One thing I've personally been struggling with for a while is how to be proud of my family's heritage (we have a street named after us in Connecticut where our family lived in a house through a lot of generations) without thinking less of those who don't have the same kind of heritage. Even though my immediate family has struggled financially, I do come from a family (at least on my mother's side; my father's is more complicated) of wealth: we had two homesteads, one of which is still in the family. We can trace our ancestors back to the Mayflower. We have traces of old English aristocracy in our family, such as strong pride in being literate, enjoying reading, and taking pride in our land. None of these things are things I should be at all ashamed of. They are part of who I am, and I'm proud to be a member of my family.

But is it possible for me to maintain that pride in my family and not be classist? I want there to be a way, but I really don't know.

Jeanne said...

Tatiana, live into the question. You'll find your answer there. But don't start with shame.

I struggle with something similar. In trying to be middle class, I have found some better ways to live for me. Do I have to shun any of them to be proud of my working class heritage? (See my cool whip post)

Allison said...

I do think a lot of the Quakers I met have oozed warmth and love and that's why I decided to keep coming.

On one hand, I don't understand why there seems to be opposition to make Love a testimony, if the opposition simply comes from the idea that it is already totally understood. If that is true, in reading the Faith & Practice booklet, I would have liked to see something that therefore stated, "All of these testimonies fall under the blanket of the concept of Love."

On the other hand, I don't like the idea of having any testimonies at all since they seem like they could lead toward a creed.

Peter Bishop said...


You answered my question with integrity, openness, and courage. I was a bit challenging in my last comment, and to Allison I even sounded like I was victim-blaming. I’m sorry about that—I really was (and am) just trying to understand what you have been saying. I am listening as hard as I can and asking clarifying questions when I don’t understand the context of what I hear.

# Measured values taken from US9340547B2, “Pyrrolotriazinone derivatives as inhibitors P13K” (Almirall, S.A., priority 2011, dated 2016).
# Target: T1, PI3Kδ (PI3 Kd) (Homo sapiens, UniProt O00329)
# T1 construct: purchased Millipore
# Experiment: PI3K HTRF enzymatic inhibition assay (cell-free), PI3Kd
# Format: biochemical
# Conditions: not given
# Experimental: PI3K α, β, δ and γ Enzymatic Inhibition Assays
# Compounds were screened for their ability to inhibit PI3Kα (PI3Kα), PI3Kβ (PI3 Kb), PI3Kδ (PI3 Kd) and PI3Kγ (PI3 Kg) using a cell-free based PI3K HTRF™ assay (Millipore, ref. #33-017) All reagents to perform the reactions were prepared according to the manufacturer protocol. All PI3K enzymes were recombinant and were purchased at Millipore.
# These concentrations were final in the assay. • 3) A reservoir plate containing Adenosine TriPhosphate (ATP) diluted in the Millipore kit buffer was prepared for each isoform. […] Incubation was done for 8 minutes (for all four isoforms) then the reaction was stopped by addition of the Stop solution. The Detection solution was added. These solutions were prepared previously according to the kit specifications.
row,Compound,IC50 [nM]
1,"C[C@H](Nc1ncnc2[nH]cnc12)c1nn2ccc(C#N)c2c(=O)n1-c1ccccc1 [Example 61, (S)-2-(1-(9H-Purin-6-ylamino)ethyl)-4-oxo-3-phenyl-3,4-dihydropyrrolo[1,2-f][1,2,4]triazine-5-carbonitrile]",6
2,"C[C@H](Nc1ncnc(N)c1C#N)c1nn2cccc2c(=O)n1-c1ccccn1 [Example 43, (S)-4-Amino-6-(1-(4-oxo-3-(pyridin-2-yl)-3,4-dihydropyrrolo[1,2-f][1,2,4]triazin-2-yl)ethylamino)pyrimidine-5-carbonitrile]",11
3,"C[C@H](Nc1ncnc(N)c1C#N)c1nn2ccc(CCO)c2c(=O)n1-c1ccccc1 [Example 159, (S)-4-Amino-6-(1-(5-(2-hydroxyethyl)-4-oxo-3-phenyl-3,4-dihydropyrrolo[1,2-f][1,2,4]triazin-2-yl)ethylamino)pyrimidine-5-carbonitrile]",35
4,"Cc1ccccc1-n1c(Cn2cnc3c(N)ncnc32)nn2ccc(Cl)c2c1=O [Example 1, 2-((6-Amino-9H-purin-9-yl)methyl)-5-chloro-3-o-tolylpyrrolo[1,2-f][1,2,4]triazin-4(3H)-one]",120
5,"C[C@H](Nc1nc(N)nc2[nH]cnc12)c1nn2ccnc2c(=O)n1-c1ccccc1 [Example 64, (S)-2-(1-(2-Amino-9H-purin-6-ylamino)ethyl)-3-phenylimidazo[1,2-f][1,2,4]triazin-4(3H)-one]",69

“Equal opportunity” is a means, not an end. You always have to ask, equal opportunity for what? Power and oppression are easy to understand when we’re talking about economic disparity, or about institutionalized discrimination, or about violence. In those arenas it’s clear what we’re fighting for: a living wage, child care, universal health coverage, equal opportunities in employment, housing, and lending, streets that are safe to walk down at night and a justice system that takes sexual harassment and sexual violence seriously (to name a few). Class and race among Quakers are a much subtler question because the RSoF doesn’t have much in the way of material resources worth fighting over. All we have is G*d and each other, and that makes it a completely different kind of fight.

You answered my question; I’ll try to answer yours (“Where do you want to be oriented? Where *should* we, as a Religious Society, be oriented?”) …but not tonight. My writing process is ridiculously slow, and the dogs need attention (not to mention my wife).


“Let us cherish every human being and encourage efforts to overcome all forms of prejudice.”
--Faith and practice of New England Yearly Meeting of Friends (1985), “The Advices”

Allison said...

Just re-reading this post and the comments...

If "Our testimonies don't create change but come from it" then that makes me wonder even MORE, not less, why Love and Compassion aren't testimonies!